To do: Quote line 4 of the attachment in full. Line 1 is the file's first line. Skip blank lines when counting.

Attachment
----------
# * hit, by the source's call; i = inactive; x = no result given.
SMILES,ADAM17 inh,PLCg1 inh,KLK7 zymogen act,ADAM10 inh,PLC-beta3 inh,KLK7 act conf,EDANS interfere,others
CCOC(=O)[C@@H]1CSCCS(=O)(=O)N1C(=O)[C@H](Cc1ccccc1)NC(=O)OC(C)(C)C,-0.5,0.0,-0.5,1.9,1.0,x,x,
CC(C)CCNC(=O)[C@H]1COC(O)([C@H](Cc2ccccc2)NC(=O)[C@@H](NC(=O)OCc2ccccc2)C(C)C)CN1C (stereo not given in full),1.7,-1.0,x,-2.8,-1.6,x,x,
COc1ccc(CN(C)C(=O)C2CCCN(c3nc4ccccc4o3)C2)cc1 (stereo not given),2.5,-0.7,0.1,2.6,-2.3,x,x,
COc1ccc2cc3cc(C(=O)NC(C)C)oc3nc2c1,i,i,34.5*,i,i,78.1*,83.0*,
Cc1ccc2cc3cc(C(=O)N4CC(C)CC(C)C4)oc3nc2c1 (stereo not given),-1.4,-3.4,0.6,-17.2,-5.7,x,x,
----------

CC(C)CCNC(=O)[C@H]1COC(O)([C@H](Cc2ccccc2)NC(=O)[C@@H](NC(=O)OCc2ccccc2)C(C)C)CN1C (stereo not given in full),1.7,-1.0,x,-2.8,-1.6,x,x,